Theatrefolk - The Drama Teacher Resource Company

May Reading List: Animal-Inspired Play Titles

As we start thinking about ideas for next year's season, why not dive headfirst into the entertaining world of plays featuring animals in their titles? So many creative opportunities and endless possibilities for your student performers to bring these captivating characters to life.

These plays are designed to help you unleash the magic that celebrates the wild spirit of storytelling. Perfect options to grace your stage or classroom next year!

Cat hair is infinite. No matter how much hair you brush off of a cat, there will always be more. Always.

Cat hair has existed since the beginning of time, and it will be here long after cockroaches have become extinct. It is the secret driving force behind business and politics, and is plotting the downfall of humanity even as we speak.

Unbelievable? Find out for yourself in the insidious and utterly terrifying tale, The Absolutely Insidious and Utterly Terrifying Truth About Cat Hair, which is also totally hilarious, easy to stage, and suitable for an insanely large cast. Brenda! Put down that brush! Step away from the cat!

The field believes in uniformity. Lovely rows of blades all the same height. Lovely rows of blades exhibiting standard behaviour of green grassness.

In They Eat Sunshine, Not Zebras, nothing stands in the way of their orderly life. Until they wake up one morning to see a yellow dandelion in their midst. Sunny (that’s the dandelion) is bright and warm and just wants to be friends. The field wants nothing to do with her nonstandard, non-green ways.

A dandelion will turn their orderly way of life upside-down. A dandelion must be destroyed. Isn’t that what you do when something is different?

Risk comes in many forms (skateboarding without a helmet) and fears (raising your hand in class). There are dumb risks (don’t bungee jump into a bear trap) and smart risks. Sometimes you need to leap without knowing what the outcome will be.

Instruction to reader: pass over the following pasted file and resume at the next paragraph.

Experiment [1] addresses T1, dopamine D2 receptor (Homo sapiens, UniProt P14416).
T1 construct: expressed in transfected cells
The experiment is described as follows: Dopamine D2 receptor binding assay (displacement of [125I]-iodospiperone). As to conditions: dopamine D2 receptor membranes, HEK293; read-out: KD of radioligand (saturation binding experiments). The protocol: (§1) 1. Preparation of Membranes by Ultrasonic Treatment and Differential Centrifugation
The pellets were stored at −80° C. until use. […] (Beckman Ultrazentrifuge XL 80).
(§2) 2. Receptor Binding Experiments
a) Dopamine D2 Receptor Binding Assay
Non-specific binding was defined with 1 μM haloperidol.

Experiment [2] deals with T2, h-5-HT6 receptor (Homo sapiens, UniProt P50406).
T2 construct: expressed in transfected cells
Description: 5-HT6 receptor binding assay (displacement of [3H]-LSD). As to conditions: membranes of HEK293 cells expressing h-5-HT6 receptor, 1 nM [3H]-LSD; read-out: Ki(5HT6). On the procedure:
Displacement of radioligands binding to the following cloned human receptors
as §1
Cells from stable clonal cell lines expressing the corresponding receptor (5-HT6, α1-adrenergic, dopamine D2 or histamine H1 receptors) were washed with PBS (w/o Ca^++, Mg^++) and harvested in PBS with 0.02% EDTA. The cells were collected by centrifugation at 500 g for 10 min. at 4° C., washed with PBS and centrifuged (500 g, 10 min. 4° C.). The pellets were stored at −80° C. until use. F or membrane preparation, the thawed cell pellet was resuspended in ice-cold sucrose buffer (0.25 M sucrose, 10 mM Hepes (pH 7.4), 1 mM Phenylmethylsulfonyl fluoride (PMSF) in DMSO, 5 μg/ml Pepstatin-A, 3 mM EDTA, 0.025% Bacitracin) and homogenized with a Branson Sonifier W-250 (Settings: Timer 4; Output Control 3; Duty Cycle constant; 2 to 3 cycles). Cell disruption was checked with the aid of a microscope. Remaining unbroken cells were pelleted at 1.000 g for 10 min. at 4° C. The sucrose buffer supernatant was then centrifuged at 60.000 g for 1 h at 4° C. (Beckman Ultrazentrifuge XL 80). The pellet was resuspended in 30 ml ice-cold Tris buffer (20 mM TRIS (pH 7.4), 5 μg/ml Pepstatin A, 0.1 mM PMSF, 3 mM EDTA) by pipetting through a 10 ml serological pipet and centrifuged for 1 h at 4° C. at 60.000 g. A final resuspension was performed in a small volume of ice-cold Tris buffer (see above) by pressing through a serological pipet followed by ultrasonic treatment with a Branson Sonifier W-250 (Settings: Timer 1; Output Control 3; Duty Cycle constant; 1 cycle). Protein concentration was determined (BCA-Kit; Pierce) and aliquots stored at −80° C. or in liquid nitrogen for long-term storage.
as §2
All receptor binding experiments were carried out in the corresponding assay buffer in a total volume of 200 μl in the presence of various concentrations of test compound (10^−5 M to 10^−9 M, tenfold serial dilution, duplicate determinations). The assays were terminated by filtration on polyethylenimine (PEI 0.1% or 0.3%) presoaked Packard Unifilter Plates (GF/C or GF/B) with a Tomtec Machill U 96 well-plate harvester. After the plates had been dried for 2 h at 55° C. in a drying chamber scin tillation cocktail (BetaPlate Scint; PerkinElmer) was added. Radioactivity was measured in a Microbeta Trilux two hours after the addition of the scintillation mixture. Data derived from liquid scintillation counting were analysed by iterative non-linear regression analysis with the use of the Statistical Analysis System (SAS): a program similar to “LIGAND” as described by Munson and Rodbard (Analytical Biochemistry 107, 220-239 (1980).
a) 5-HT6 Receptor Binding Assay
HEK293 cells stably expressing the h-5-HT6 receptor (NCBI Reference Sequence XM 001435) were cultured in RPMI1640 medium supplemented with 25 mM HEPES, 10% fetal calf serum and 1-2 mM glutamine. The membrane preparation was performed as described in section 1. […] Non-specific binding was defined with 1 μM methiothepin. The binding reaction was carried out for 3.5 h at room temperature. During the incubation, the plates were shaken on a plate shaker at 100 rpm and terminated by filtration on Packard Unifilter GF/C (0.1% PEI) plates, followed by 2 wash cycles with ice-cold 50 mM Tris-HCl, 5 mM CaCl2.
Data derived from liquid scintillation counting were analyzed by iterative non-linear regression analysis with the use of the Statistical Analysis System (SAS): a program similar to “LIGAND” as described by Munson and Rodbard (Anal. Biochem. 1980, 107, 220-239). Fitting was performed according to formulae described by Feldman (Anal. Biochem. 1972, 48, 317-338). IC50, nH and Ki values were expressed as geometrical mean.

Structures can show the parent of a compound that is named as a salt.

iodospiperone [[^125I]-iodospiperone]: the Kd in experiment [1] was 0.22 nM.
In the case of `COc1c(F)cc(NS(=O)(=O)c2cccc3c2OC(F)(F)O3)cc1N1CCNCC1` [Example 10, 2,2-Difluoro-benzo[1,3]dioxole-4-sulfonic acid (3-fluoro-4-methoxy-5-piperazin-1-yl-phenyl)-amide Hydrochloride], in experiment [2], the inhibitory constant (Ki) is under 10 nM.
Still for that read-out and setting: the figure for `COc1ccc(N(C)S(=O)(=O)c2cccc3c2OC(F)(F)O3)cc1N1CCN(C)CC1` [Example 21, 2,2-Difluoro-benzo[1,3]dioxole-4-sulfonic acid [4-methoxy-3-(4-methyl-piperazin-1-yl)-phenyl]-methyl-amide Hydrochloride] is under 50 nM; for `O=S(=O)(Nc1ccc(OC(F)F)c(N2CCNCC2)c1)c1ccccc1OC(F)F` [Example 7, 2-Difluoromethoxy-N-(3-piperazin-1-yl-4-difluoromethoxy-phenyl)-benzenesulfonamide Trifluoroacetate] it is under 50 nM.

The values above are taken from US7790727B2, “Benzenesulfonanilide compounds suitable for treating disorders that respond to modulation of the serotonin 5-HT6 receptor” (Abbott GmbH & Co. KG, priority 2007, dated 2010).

Is safety really as simple as duct taping pillows all over your body and never going outside? Join the characters in the vignette play, Bungee Jump Bear Trap, as they try to figure it all out.

Seriously though, stay away from bear traps.

Aaron is failing History, and his parents are angry.

Worried and anxious, he goes to the park, where he meets a bunny…a talking bunny. Then a rainbow appears. It talks, too. Both the rainbow and the bunny are determined to make Aaron happy—and to best one another in doing so—even though they both seriously freak Aaron out.

Eventually, Aaron learns the truth…that for centuries, rainbows and bunnies have been locked in a bitter rivalry to make people happy, and now he has been drawn into their struggle. But today, a new revelation will lead to the beginning of the end. This is the day of Rainbows vs. Bunnies: Annihilation!

Heywood is a special kind of place. A small town where everyone knows everyone.

When Jimmy wants to do something that proves he's a man, the whole town knows before he's even finished the thought.

In Heywood, when a guy wants to prove he's a man, he goes to the edge of town. For there's something at the edge of town that can't be found in Heywood: A street.

In No Horse Town, Heywood is a no car, no horse, no street town. And for the young men of Heywood, crossing the street is as daring and as dangerous as it gets…

Why did the chicken cross the road? Why is the sky blue? What’s two plus two? Why did he kill himself?

A group of teenagers grapple with unanswered questions as they struggle to understand why someone would run out on to the highway in front of semi. Especially when that someone seemed to have it all.

Here’s a chicken. Here’s the road. There’s the other side. What do you do when there is no answer? Find out in the issue-based drama, Chicken. Road..

The evil Dr. H.Q. Crankspea has really done it this time. The dastardly villain has stolen the antlers from Santa's reindeer. Everybody knows that reindeer need their antlers to fly straight. Christmas is doomed!

Joe Mufferaw (our hero) needs help from the most unlikely of sources - the audience! Can the stolen antlers be recovered? Can Christmas be saved? Or will Joe be too late?

The holiday comedy, The Robbed Reindeer, is excellent for grade school and family audiences.

We can all relate to feeling small in a big world. The characters in A Box of Puppies share their insecurities, their frailties and their coping mechanisms with that big bad world.

This collection holds four short plays. Each are fresh, honest, and true. You know each of these characters. Perhaps they mirror your own insecurities and frailties.

Each play can be performed independently, or perform all four together for an outstanding competition piece.

Birdie would like you to meet her parents: a goldfish and a moldy piece of bread. Don’t mind the yelling, she didn’t get a pony as a child. And she certainly didn't burn down an owl farm.

But she's willing to feed you. And there may be egg rolls and chocolate cake! That is, if Carol the ex-maid brings it and doesn't hold a grudge against Birdie for being fired. You may also meet What, When, Alexa (who's hiding in the bathroom) and Birdie’s sister Scoot, who thinks she’s a glazed Virginia Ham.

To Kill A Mocking Birdie is a perfectly crazy dinner party. Consider this your invitation.

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Theatrefolk Featured Play – They Eat Sunshine, Not Zebras by Dara Murphy
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